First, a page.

The name on the insurance policy states the identity of the person who should receive insurance, following an accident, regardless of the description for the involved vehicle. That coverage speaks to issues of liability, with respect to the reported accident.
Is anyone else covered by the same policy?
The spouse of the policyholder is covered, as long as the couple lives together. Furthermore, if the spouse of a separated couple had been granted permission to drive the insured auto, and had then been involved in an accident, that spouse would be covered.
Anyone that is related to the policyholder, and is living in the policyholder’s household enjoys coverage, when driving the insured vehicle. That provision applies to those that have been granted permission to operate the same vehicle. Personal Injury Lawyer in Waterdown knows that anyone that drives the insured vehicle, after having gained permission to do so, gets granted insurance coverage.
What about coverage for the insured vehicle?
As long as a car, truck, van, SUV or other vehicle has been named in the purchased policy, it should be covered, if it were to become damaged. That provision applies to situations where the driver was the person named in the policy. It does not apply in situations where there might have been a different driver.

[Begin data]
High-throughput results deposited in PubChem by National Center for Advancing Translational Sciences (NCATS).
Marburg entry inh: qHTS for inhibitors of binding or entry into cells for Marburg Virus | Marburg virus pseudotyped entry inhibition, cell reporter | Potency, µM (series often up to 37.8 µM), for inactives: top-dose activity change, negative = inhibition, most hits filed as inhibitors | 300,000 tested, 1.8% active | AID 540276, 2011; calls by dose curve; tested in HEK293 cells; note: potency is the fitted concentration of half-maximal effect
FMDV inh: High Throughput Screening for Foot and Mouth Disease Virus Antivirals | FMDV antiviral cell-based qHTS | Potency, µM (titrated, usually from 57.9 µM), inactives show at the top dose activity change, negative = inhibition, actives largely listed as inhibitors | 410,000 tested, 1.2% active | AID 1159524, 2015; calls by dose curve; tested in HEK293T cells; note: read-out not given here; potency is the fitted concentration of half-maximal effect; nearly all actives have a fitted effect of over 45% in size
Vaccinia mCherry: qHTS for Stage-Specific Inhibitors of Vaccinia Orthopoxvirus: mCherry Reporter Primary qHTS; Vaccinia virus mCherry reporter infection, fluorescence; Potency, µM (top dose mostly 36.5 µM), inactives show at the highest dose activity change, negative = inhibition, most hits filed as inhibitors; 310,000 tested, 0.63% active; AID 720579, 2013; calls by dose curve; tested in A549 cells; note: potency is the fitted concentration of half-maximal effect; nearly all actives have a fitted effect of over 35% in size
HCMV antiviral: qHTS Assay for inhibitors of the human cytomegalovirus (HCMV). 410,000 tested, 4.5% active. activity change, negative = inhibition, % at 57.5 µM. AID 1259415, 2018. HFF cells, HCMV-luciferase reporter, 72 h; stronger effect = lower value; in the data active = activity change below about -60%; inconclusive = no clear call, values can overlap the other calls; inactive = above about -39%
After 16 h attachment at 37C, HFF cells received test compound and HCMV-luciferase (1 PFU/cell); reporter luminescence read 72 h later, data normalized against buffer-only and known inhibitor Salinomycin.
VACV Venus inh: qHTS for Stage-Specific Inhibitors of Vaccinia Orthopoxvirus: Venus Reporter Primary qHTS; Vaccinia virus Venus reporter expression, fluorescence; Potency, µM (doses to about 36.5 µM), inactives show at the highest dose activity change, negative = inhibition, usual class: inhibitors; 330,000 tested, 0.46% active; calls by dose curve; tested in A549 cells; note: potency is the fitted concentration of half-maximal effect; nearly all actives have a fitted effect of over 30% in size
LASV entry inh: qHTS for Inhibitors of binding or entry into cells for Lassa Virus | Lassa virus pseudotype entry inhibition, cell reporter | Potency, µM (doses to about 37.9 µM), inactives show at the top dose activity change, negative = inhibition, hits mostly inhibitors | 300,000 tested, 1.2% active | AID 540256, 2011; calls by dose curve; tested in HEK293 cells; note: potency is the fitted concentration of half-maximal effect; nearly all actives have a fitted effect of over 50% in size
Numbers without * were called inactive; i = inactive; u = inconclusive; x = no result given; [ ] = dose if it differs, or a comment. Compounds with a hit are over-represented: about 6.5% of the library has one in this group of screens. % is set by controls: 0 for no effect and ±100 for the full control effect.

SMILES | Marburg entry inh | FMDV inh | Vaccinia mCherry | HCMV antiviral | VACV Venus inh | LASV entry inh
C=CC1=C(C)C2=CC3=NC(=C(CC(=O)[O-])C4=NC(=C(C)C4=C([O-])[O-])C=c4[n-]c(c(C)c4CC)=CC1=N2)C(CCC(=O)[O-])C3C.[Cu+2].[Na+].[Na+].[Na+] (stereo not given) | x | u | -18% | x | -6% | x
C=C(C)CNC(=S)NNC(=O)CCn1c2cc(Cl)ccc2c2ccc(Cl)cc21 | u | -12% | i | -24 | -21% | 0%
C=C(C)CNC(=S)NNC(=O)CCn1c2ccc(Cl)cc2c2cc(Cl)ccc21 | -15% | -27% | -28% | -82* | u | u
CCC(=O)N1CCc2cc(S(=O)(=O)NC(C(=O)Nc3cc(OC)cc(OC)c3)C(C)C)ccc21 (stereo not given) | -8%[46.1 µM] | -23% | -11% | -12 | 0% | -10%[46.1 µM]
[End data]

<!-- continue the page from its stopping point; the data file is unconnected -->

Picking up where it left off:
If the holder of the policy were to obtain an additional set-of-wheels, or a replacement for the original set, then that new acquisition would be covered. Some policies could grant permanent coverage; others might promise coverage for only a limited amount of time, commonly 30 days.
What must the vehicle-owner do after that 30-day interval? At the end of that interval, the motorist with the purchased insurance would need to have the new acquisition named on the held insurance policy. Whenever, policyholders use a temporary replacement, it gets covered automatically.
Are there any vehicles that would never be covered?
There are exceptions to the rule that all temporary vehicles should be covered. That rule does not apply to any truck or utility vehicle that has been used for business purposes. In fact, no policy would grant coverage of damage that had been received while the motorist was engaged in a business transaction.
Insurers realize that small, as well as large vehicles, might get used as part of a moneymaking endeavor. For that reason, damage to a motorcycle would not be covered, unless details on that small set-of-wheels have been added to the terms that had been stated in the original policy.
Naturally, a policyholder’s failure to renew a policy within the time span designated by the insurance company would automatically rule out coverage of the previously insured items, in the event that any of those were to become damaged.